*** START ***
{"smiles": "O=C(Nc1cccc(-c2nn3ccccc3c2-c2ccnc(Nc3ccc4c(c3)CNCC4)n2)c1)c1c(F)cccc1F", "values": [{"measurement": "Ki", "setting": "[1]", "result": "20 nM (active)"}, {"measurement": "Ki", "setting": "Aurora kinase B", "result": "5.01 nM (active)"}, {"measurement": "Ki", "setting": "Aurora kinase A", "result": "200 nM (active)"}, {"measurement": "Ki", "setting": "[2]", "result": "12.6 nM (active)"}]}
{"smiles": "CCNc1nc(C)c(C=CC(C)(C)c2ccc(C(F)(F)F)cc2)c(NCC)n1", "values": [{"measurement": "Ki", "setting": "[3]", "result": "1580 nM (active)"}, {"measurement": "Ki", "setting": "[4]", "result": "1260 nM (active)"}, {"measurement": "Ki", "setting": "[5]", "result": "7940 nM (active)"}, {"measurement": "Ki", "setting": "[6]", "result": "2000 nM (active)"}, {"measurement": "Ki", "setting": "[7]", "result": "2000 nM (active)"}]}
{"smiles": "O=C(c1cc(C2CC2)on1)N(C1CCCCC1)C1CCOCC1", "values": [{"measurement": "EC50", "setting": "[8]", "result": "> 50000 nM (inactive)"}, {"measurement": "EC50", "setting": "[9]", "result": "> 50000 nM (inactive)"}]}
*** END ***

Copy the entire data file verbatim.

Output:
{"smiles": "O=C(Nc1cccc(-c2nn3ccccc3c2-c2ccnc(Nc3ccc4c(c3)CNCC4)n2)c1)c1c(F)cccc1F", "values": [{"measurement": "Ki", "setting": "[1]", "result": "20 nM (active)"}, {"measurement": "Ki", "setting": "Aurora kinase B", "result": "5.01 nM (active)"}, {"measurement": "Ki", "setting": "Aurora kinase A", "result": "200 nM (active)"}, {"measurement": "Ki", "setting": "[2]", "result": "12.6 nM (active)"}]}
{"smiles": "CCNc1nc(C)c(C=CC(C)(C)c2ccc(C(F)(F)F)cc2)c(NCC)n1", "values": [{"measurement": "Ki", "setting": "[3]", "result": "1580 nM (active)"}, {"measurement": "Ki", "setting": "[4]", "result": "1260 nM (active)"}, {"measurement": "Ki", "setting": "[5]", "result": "7940 nM (active)"}, {"measurement": "Ki", "setting": "[6]", "result": "2000 nM (active)"}, {"measurement": "Ki", "setting": "[7]", "result": "2000 nM (active)"}]}
{"smiles": "O=C(c1cc(C2CC2)on1)N(C1CCCCC1)C1CCOCC1", "values": [{"measurement": "EC50", "setting": "[8]", "result": "> 50000 nM (inactive)"}, {"measurement": "EC50", "setting": "[9]", "result": "> 50000 nM (inactive)"}]}